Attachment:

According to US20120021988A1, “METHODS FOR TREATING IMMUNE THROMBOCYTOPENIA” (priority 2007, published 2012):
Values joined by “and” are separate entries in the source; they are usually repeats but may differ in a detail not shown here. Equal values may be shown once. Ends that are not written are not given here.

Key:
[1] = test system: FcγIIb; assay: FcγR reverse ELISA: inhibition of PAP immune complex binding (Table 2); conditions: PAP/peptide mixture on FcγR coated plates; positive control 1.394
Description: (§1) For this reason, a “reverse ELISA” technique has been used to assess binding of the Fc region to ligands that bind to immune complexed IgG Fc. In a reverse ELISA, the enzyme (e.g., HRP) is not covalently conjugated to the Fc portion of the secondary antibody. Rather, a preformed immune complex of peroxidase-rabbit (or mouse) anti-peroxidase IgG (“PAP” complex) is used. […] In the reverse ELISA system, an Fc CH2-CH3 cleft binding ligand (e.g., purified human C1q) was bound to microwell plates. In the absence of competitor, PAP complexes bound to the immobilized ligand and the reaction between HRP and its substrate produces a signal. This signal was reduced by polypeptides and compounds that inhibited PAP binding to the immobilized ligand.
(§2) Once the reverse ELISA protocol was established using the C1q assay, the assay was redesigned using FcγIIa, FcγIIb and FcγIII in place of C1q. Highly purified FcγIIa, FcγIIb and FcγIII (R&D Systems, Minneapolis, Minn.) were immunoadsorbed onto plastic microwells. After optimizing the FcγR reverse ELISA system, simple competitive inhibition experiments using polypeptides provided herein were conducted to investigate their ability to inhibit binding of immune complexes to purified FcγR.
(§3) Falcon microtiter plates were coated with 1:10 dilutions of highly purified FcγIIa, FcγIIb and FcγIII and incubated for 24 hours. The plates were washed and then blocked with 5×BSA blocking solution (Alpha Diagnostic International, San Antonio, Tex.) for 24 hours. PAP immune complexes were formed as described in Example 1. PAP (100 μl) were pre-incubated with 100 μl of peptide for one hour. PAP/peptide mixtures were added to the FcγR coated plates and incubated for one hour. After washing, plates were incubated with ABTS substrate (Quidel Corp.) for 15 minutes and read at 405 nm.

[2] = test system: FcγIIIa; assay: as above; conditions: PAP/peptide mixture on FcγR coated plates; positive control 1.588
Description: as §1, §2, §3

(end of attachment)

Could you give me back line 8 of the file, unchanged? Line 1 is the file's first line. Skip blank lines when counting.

[2] = test system: FcγIIIa; assay: as above; conditions: PAP/peptide mixture on FcγR coated plates; positive control 1.588